As an example of this spirit in diachrony, take the Germanic foot. I said how it as a prosodic entity or PROCESS, rather, caused the IE plosives to aspirate themselves away into fricatives With the expiratory accent that was more or less one and the same as this foot, the borders of syllables became irrelevant - the foot itself was relevant because the stress accent swept up everything into a rhythm that ordered everything into feet; intervocalic consonants became therefore ambisyllabic, like the, e.g, intervocalic /t/ in English, which can be [D] with the beginning of the tongue’s going into position of the closure being itself the syllabic coda, and the release of the consonant being the onset of the next syllable. On the other hand, in a language that does not have this same accent-type, e.g, French, the accent is relatively more about pitch than stress and, as such, because of the very nature of pitch accent, the syllable is preserved, i.e, is used as the vehicle that delivers each individual pitch - in contrast to the case of a trochaic stress language (e.g, Germanic), where the syllables get in the way of the all-subsuming foot that just want the speaker to plow through the word in one sudden single gush of air. Note how umlaut happened in both Germanic and Celtic - that is, the fronting of one distinctive feature form a feature bundle that was non-initial, and made it initial. The accent wanted everything this way! And, in correlation, in both linguistic groups we see IE SOV becoming VSO. In Celtic, VSO is the surface structure; in Germanic the intermediary stage is VSO, then comes further fronting... The reason behind the verb-second phenomenon of German is that a SOV structure gets fronted into VSO, which in turn is not desirable because of how that structure cuts the predicate in half... For some reason, Celtic will allow this cut, though... Let us return to the notion of a default V/C. In Polish, the default would be more like a feature, that is, palatization; and that would quintessentially be [i] or palatal sounds like “shshsh” and “zhzhzh” - all of which Polish is so full of. And diachronically, sounds that were not palatal are subject to becoming so. The accent is stress, but the stress being on the penult, mora-count not taken into consideration, just the syllables. The spirit of Polish is the sound “shshsheeeeee.” Conversely, the spirit of Germanic is that of blowing out a single stream of air as fast and hard as possible. This action accounts for turning plosives into fricatives and fronting segmental features or syntactic constituents. If there is an underlying ideal universal default C of /t/ - and a typological study of languages would indeed reveal this - than this /t/ goes to “sh” in Polish and “th” in German (a la Grimm’s law). Another example of how the VTDP and syllabification coincide is the face that in Far Eastern languages that are unrelated there is an syllabication that causes lexical or morphemic elements to stay separate - in the sense of agglutinative or isolative grammar - as though there were some genetic similarity. Well, perhaps there is a substrate of speaking with all there VTDP/Prosody’s set on the same calliber. We see in all those languages a similar unmarking of various liquid forms - i.e, instead of /l/ versus /r/ there is just one liquid. Whatever tongue-position not having to differentiate between /l/ and /r/ implies is that VTDP that accounts for Far Eastern grammar, as silly as that sounds without my having yet given you example after example to back this up. We can make a new linguistic typology, one based on the VTDP/Prosody “yinyang” - a DYNAMIC typology because it defines a language type dynamically in terms of both phonology and syntax (= quality and order, respectively) simultaneously. It is also dynamic because it defines types of languages in terms of diachrony, and considers the synchronic as unreal snapshots necessarily all taken out of context - the context is the movement of TIME, without which, the language is dead... The next step will be to list out all the traditional linguistic types and see what they do or do not have in common with each other in term of The VTDP/Prosodic Yinyang Nucleus. Each linguistic type is a setting or calibration of the grammatical nucleus. The old types based on morphology should be thrown out, as everybody knows, in any case - after all, not all people in modern times have been given to believe that morphology even exists! But I am not saying morphology doesn’t exist.... I wish to make a flo-chart or diagram of what universal grammar is, such as by making four or five boxes, one saying Phonology, the other Morphology, then Syntax, the The Lexicon; and I will make lines connecting all of these boxes; and all these lines together is the Yinyang. Indeed, my study shall begin by taking apart August Schleicher’s linguistic types, talking about how his list of them may have been added to over time, or changed, and then making the final changes myself. I list under each type what its features are; and then I will make my own types, and they will be based on my theory, and they will be a more ordered, economical and sensible way of organizing the features.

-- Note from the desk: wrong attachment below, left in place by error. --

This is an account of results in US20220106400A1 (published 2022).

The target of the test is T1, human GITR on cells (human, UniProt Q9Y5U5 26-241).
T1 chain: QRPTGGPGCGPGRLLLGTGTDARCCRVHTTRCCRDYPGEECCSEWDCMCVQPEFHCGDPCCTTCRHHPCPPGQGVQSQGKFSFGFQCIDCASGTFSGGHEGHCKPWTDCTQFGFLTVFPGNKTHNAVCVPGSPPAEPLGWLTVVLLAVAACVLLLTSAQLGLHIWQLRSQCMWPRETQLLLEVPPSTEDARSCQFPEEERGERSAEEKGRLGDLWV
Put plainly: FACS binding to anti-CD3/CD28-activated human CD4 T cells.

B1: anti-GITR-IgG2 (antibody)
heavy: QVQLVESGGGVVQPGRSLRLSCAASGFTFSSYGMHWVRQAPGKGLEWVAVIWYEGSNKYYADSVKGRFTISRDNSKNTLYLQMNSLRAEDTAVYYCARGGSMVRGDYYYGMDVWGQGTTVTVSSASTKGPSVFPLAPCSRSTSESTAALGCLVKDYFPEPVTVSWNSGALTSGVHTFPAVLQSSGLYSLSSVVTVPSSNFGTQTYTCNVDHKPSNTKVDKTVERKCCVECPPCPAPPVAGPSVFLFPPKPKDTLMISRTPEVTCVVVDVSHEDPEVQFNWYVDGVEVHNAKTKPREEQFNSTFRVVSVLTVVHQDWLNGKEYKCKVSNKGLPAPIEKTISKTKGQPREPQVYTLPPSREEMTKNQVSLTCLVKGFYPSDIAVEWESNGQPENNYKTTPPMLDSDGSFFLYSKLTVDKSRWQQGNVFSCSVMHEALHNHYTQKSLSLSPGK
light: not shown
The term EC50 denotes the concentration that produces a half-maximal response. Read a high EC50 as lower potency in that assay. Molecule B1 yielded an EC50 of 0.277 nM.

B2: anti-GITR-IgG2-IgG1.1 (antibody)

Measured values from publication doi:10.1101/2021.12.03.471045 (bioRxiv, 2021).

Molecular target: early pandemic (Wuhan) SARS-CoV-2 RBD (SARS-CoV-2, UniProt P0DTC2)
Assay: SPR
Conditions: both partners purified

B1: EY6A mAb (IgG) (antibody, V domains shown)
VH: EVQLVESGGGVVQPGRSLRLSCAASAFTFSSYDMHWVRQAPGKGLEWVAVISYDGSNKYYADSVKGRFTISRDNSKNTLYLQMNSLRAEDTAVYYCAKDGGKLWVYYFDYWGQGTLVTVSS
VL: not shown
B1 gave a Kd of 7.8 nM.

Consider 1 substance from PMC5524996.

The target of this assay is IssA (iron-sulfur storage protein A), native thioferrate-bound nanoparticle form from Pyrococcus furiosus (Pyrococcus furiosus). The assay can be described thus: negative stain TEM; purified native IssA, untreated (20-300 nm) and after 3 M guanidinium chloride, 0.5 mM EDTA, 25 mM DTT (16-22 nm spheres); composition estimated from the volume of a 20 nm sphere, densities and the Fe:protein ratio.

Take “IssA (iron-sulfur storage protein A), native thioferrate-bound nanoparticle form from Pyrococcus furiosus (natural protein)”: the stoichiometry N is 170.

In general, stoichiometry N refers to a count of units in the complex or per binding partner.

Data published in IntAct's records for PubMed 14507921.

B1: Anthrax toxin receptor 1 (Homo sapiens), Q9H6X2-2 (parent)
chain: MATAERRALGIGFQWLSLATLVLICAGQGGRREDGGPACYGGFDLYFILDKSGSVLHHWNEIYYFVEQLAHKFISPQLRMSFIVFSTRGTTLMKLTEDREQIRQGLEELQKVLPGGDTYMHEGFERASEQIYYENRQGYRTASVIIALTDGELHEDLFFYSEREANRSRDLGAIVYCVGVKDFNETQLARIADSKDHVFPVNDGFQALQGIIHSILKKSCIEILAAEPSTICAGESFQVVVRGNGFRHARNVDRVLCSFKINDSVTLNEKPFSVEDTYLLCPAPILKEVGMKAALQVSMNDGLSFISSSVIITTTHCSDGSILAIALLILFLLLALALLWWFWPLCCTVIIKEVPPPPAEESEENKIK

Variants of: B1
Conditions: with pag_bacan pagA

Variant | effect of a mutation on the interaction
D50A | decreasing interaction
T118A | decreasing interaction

Then we can begin the x-raying!!!